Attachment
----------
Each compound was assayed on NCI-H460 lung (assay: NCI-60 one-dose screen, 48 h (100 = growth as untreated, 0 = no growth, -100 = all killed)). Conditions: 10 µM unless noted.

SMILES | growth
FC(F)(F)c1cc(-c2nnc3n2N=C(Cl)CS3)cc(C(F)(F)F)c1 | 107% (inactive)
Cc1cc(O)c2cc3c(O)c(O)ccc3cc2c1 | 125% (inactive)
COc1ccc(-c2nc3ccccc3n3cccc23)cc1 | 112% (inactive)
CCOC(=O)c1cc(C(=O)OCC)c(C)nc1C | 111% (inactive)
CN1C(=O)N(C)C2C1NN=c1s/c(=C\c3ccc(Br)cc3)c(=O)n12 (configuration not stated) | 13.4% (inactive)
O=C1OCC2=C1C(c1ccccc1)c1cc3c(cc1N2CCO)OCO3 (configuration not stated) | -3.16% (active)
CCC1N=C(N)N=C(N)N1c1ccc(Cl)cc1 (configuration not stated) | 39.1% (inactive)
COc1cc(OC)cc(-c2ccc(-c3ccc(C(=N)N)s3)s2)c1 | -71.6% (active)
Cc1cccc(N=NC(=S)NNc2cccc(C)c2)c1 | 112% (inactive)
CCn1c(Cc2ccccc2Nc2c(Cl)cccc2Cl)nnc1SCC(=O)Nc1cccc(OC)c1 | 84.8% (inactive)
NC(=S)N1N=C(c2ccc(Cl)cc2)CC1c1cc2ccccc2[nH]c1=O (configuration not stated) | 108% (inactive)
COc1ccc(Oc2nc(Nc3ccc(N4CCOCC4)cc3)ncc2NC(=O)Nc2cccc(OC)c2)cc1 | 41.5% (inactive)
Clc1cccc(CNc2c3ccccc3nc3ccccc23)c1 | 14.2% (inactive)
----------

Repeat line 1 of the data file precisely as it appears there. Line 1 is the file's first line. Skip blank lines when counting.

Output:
Each compound was assayed on NCI-H460 lung (assay: NCI-60 one-dose screen, 48 h (100 = growth as untreated, 0 = no growth, -100 = all killed)). Conditions: 10 µM unless noted.